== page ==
Introducing the Question Mark
To become familiar with the question mark.
Heading that reads: Question Mark.
Question marks from the printed alphabet.
Periods from the printed alphabet
Slips of white paper
Language Arts journals and pencils
Most Montessori teachers introduce this topic in Year 1 and review it as necessary in subsequent years.
Invite a small group of students to gather around a mat.
Announce to the students that today they will learn about another punctuation mark.
Ask a student a question. Example: How are you?
Print the question on a blank slip fo paper. Instead of a question mark, however, use a period as end punctuation: Hw are you.
Place the slip of paper on the mat, facing the students. Ask if these words form a sentence Allow the students to respond.
Announce to the students that, yes, these words do form a sentence, because they form a complete thought.
Inform the students that this sentence has a special name. This the of a sentence is called a question. A question is a sentence that asks for information.
Encourage the students to tell you the name of the mark used at the end of a sentence. Allow them to respond.
Remove the period from the printed alphabet. Show it to the students. Announce that the period guest the end of most sentences, but a different make, the question mark, goes at the end of a sentence that asks a question.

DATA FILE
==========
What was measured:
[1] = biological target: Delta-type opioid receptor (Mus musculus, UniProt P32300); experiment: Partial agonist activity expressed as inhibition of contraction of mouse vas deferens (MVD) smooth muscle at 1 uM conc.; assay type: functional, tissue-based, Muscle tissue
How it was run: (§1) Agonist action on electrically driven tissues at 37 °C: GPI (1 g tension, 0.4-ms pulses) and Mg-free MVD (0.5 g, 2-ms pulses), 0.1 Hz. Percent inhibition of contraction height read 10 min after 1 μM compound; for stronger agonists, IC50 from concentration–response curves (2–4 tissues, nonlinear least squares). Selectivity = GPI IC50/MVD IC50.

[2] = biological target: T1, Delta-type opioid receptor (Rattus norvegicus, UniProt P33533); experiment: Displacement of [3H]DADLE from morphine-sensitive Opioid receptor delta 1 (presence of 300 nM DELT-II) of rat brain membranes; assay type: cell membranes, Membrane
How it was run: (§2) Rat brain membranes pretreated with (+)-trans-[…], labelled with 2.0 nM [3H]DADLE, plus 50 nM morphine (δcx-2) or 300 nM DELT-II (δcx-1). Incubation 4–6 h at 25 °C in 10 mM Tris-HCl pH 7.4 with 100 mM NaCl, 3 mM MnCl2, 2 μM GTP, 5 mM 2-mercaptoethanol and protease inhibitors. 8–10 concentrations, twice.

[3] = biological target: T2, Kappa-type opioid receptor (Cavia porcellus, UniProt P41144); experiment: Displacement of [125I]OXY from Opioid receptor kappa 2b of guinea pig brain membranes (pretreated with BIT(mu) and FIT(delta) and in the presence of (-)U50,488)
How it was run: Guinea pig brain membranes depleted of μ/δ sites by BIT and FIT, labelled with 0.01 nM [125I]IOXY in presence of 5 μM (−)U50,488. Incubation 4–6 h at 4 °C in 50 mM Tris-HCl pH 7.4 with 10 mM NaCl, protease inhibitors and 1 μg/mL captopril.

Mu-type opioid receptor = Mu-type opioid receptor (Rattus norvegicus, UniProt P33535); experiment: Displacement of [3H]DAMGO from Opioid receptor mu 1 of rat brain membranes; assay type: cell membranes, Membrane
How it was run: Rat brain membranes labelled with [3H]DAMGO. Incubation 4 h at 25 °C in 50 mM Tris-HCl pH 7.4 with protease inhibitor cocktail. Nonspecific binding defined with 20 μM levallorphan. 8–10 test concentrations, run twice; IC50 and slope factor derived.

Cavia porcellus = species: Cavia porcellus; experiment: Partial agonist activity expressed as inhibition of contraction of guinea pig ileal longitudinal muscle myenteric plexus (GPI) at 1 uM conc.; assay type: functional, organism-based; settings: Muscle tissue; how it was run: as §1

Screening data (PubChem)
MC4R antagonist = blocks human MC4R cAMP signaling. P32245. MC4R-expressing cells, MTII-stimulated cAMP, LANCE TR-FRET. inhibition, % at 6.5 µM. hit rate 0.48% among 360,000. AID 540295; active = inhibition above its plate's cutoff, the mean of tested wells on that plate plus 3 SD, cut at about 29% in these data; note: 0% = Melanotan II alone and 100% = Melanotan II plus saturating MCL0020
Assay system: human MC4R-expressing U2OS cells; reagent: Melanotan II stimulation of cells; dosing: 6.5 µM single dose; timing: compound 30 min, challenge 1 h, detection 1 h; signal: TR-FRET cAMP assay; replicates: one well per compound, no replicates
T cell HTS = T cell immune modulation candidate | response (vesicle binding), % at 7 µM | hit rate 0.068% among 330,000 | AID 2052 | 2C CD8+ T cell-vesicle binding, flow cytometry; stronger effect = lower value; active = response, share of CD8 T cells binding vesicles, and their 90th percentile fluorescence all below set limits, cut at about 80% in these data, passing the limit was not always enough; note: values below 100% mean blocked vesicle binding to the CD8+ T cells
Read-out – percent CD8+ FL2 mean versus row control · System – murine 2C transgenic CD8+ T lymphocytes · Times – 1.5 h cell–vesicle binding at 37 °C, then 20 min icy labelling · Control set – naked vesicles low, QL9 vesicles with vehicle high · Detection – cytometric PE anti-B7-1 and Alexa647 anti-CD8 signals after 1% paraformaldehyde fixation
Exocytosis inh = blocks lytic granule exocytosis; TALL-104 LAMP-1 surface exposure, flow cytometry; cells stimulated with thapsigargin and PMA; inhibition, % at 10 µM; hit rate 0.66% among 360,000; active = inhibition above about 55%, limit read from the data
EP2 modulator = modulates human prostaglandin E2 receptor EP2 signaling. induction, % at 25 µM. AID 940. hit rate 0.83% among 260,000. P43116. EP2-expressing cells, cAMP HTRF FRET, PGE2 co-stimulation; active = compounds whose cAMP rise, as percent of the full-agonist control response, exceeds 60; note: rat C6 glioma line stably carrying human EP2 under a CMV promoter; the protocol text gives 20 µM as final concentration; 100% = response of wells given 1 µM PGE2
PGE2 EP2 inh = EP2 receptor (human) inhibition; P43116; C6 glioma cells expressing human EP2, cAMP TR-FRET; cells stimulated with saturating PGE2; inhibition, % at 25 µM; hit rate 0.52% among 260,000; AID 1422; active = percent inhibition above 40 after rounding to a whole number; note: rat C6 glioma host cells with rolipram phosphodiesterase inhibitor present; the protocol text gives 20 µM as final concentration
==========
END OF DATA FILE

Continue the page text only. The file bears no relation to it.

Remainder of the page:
Remove the question mark from the printed alphabet and show it to the students. Place the question mark at the end of the sentence. Announce that this mark is called a question mark.
Above the question, place the heading: Question Mark. Beide it place the question mark from the printed alphabet,
Discuss common words that are used to begin a question: who, what, where, when, why, how, do, can, may. Write them on slips of paper and place them at the top of the mat to assist students in creating questions.
Pass a slip of blank paper to each student. Invite each student to place his/her question on the mat under the heading, and place a question mark at the end,
Ask the students to write three to five questions in their journals.
With a partner, make a question chain. Ask your partner a question. Example: What is your middle name? Based on your partner’s answer, ask a question. For example if your partner replies, “My middle name is Yuki,” you can ask a question such as, “Are you named after someone? Or “What does Yuki mean in English?” See how long you can continue. When you can think of no more questions (or if time runs out!) switch roles and let your partner ask you questions.